According to a recent report by McKinsey, more than 75 percent of CEOs include gender equality in their top ten business priorities, but gender outcomes across the largest companies are not changing. In fact, their research goes on to indicate that “corporate America promotes men at 30 percent higher rates than women during their early career stages and that entry-level women are significantly more likely than men to have spent five or more years in the same role.”
So just how is independent consulting empowering women to not only take their rightful place at the boardroom table, but still allow them the control of their own work life balance?
Taking Back Control
"I wanted to be in control of my own destiny. I wanted to work for me, answer to me and be my own boss, and I’ve never looked back" writes Julie Stewart, IPSE’s Chairman. In fact, in a recent study commissioned by IPSE, The Association of Independent Professionals and Self Employed, it has been shown that 40% of the 1.88 million freelancers working in the UK are women. It was also found that there are 270,000 mothers working as freelancers, 100,000 more than what there were in 2008.
So what is the reason behind the closing gap of self-employed women in the UK? It would appear that the overarching reason is that women are wanting to take back the reigns of their personal career path. Women all over the world, are recognising the fact that they have highly sought-after expertise and skill which not only puts them on the top of the boardroom table agenda, but more so, gives them the power to determine their own career direction.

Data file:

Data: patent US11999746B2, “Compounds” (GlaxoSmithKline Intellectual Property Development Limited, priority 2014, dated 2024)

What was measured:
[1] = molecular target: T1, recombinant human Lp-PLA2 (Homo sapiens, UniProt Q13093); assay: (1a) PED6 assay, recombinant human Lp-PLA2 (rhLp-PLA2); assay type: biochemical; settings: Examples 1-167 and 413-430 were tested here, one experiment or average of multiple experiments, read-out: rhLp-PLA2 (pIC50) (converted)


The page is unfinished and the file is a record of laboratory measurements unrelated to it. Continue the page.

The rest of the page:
Work Life Balance
Many of the independent Talmix consultants that we have spoken to, echo the same thing. The choice for a more independent career was a result of trying to bring back balance within their lives. Some had started families, some wanted to focus on their passions outside of the workplace – but for almost all, they wanted to establish a flexible way to blend their passions with their expertise, without one dominating the other, while at the same time, still provide the consistently high levels of skill and experience that employers all over the world were trying to get their hands on.
For many women reaching a plateau in their careers, the option of the “What’s Next” often brings a daunting uncertainty that has many just stay where they are. In the case of many independent consultants that we have spoken to, one of the key reasons to explore a more flexible way of working has been the opportunity to diversify themselves and the value they offer. Independent working has provided opportunities for many self-employed women to diversify their skills, cross the aisle from one industry to another, apply their knowledge and skills to new markets – through a more managed, project-based approach. The perfect matrimony of client delivery, and self-growth.
So when one looks at the extensive gender and employment studies conducted by institutions like RBS, McKinsey and Prowess, one cannot be prouder of this rising global force of talented women who are not only delivering billions of extra pounds to global economy, but also bringing a diversity dividend as non-executive directors of companies, alongside new entrepreneurial attitudes to growth and sustainability. And it is for this reason, that Talmix wishes all our female independent consultants a prosperous International Women’s Day.
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